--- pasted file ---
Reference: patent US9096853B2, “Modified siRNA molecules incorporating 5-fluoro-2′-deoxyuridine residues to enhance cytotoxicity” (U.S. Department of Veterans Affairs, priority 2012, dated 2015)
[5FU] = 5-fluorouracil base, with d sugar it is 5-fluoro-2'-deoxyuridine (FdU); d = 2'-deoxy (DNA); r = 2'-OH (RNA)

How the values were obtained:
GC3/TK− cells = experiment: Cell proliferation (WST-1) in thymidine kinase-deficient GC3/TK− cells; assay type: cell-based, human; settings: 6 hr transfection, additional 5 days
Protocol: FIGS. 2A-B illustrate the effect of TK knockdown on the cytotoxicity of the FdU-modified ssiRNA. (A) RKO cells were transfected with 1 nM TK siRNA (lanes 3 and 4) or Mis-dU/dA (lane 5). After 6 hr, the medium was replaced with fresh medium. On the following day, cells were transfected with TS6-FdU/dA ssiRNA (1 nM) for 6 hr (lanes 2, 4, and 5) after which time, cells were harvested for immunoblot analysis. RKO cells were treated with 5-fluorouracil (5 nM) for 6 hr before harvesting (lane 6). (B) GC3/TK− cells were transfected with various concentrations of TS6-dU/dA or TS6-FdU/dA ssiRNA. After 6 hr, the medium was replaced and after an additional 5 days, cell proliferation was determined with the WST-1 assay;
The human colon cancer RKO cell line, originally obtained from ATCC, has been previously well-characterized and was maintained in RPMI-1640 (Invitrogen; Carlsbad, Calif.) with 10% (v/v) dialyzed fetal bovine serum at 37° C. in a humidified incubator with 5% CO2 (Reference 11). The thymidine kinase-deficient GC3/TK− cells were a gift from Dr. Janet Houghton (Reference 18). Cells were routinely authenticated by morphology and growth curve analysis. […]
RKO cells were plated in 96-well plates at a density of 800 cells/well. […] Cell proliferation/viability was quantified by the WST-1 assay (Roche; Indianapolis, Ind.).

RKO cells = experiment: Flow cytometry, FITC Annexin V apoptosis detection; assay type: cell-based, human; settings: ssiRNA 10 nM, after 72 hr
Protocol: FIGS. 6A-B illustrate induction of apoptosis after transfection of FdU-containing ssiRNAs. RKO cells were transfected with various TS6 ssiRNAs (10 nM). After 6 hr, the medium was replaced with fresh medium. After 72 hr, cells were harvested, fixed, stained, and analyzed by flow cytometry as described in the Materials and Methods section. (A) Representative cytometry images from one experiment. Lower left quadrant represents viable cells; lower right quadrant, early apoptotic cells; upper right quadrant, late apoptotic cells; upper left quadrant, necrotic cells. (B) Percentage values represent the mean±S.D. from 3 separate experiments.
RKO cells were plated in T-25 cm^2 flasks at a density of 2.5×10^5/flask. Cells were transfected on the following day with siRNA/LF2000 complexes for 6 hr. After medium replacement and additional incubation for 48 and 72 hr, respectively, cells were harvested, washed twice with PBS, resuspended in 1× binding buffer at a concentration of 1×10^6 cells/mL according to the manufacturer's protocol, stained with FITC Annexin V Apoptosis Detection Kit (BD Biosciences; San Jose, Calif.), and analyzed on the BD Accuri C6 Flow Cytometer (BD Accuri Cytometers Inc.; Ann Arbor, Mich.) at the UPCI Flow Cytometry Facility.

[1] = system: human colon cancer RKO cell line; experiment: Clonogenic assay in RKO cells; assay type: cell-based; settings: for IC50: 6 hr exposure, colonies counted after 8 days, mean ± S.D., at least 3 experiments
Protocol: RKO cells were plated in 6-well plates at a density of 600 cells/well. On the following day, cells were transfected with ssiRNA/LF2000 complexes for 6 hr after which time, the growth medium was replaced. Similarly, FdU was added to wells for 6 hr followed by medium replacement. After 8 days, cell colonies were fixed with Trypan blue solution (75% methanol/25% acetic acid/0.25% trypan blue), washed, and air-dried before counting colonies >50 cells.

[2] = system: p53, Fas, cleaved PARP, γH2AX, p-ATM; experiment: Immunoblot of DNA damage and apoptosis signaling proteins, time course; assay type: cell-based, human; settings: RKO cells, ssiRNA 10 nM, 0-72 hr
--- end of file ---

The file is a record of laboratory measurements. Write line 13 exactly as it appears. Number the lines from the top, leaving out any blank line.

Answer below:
[2] = system: p53, Fas, cleaved PARP, γH2AX, p-ATM; experiment: Immunoblot of DNA damage and apoptosis signaling proteins, time course; assay type: cell-based, human; settings: RKO cells, ssiRNA 10 nM, 0-72 hr